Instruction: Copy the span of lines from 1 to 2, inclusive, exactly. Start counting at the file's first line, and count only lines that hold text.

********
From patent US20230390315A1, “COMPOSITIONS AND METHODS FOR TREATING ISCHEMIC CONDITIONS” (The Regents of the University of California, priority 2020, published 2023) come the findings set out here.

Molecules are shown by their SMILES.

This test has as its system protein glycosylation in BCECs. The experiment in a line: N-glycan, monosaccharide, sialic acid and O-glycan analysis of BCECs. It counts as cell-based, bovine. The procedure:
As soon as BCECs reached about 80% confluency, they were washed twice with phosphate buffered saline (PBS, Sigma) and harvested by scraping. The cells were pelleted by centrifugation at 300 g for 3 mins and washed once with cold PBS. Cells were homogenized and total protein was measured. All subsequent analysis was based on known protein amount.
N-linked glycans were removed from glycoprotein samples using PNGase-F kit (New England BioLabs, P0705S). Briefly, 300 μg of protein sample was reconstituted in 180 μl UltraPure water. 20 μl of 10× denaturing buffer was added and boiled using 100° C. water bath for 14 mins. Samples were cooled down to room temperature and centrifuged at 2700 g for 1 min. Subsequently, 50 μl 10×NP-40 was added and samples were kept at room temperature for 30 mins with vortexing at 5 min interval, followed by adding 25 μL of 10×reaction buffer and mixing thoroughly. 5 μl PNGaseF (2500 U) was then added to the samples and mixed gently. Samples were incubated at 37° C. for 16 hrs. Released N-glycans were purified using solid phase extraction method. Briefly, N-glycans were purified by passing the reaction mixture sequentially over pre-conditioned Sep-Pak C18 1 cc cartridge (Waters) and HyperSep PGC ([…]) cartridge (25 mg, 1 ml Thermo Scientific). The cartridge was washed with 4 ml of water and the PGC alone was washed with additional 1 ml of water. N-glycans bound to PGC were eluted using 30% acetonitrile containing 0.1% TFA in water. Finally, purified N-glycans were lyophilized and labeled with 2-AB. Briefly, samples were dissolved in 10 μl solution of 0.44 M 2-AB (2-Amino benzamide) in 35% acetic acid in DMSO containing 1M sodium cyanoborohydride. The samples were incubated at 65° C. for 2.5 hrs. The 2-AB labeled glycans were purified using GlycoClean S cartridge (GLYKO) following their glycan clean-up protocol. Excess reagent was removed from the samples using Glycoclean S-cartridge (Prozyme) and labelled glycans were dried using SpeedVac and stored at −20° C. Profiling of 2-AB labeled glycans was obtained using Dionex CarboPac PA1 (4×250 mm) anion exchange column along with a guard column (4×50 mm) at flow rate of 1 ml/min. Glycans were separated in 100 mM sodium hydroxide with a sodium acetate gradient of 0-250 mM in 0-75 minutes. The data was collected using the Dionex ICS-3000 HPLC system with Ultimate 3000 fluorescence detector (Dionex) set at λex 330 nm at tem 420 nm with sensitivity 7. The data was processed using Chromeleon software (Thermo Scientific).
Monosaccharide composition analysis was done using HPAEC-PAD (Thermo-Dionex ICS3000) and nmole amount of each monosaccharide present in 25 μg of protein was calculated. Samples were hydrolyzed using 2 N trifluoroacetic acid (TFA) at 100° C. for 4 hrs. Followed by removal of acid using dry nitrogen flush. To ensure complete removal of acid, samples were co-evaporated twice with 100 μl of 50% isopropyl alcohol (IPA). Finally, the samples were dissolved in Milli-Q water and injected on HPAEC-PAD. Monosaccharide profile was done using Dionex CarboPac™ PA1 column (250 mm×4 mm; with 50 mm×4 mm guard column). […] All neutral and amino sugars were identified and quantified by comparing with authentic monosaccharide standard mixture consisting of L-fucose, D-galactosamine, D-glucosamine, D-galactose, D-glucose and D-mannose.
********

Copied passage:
From patent US20230390315A1, “COMPOSITIONS AND METHODS FOR TREATING ISCHEMIC CONDITIONS” (The Regents of the University of California, priority 2020, published 2023) come the findings set out here.

Molecules are shown by their SMILES.